Turn Your Maps, Paper Docs into Business Data, Part 2
My blog editor (WordPress) still flags this word as misspelled, as if to say, “Hey! You can’t make up words here.” But, in today’s world, searchability is paramount.
As an example, I have roughly 5,000 contacts on my smartphone. It slows me down and reduces my productivity to look for Henry Rollins by scrolling from A to R and then for me to scroll more slowly once I get in the “R”s. I use the integrated search bar and type in R-O-L and go from there.
Your business information can have the same utility. There are two ways to approach this:
- Google-Style full-text search
- Metadata and Document Classification
Full-text Search: Enabling faster document retrieval practices
Full-text search is both new and exciting, as well as common-place. When a company name becomes synonymous with their field and even gets used as a verb, such as in “I need some new shoes. I’m gonna Google the new Air Jordans”, we can take it as a pretty good sign of a new way of doing things.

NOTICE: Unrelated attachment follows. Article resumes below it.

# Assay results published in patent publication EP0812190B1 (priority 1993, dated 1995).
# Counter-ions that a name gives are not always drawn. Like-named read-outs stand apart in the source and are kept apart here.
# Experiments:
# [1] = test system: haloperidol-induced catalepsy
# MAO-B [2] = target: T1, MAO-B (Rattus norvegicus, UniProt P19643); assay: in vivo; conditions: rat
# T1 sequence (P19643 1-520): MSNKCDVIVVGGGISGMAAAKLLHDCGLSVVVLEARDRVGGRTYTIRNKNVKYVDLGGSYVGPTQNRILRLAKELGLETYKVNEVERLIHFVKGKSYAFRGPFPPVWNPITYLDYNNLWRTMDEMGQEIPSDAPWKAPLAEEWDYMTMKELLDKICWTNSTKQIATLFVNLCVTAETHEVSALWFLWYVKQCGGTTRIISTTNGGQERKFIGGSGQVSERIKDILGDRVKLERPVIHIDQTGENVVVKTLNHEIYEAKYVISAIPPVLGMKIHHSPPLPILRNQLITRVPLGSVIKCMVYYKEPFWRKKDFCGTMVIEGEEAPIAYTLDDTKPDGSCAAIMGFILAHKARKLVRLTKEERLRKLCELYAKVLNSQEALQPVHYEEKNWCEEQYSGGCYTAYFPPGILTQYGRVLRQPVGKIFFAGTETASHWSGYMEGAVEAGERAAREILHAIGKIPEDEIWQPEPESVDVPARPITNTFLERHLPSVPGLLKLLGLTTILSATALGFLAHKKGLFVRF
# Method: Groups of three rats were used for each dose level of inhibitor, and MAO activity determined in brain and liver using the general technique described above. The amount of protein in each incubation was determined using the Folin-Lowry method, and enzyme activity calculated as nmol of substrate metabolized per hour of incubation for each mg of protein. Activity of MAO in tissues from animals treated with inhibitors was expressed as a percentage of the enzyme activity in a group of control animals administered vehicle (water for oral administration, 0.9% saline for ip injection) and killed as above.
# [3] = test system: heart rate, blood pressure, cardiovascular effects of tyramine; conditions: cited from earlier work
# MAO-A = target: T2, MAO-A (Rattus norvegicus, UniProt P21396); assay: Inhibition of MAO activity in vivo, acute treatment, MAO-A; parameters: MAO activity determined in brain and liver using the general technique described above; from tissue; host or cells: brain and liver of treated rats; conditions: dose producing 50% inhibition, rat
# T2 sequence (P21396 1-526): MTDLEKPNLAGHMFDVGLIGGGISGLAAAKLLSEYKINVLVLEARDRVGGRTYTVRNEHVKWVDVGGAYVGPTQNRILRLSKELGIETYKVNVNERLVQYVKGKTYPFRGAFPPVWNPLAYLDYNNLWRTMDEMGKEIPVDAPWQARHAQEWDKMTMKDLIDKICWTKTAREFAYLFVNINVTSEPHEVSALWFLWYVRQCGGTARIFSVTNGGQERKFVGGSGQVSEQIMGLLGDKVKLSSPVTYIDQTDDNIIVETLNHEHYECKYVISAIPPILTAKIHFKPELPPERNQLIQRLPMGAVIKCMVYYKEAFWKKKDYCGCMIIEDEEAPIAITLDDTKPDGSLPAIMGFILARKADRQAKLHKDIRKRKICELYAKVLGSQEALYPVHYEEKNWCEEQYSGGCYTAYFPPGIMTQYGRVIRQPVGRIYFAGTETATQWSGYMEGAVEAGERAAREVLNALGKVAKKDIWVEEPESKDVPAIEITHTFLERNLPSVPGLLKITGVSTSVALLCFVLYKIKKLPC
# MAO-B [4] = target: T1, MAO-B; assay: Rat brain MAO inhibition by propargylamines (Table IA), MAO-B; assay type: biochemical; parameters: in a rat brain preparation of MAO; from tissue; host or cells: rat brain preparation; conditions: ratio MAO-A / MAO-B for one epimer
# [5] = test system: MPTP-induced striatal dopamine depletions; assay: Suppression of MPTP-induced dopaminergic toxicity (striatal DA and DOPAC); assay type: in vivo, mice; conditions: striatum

Your old business records can work in the same way. If you do nothing more than scan and implement Optical Character Recognition (OCR) within everything in your file cabinet, you can search for a client’s name, a product offering, case number, receipt record or even a city name.
Granted, you may frequently get way more results or “hits” on your search than expected, but it’s a far better thing than thumbing through file cabinets. You can refine your search results by implementing several tagging codes within the PDFs or creating specific filing codes for documents.
Stay tuned for part 3
Tim Peregoy, Client Engagement Manager for Axiom, has worked in the digital imaging sector for two decades. He welcomes your comments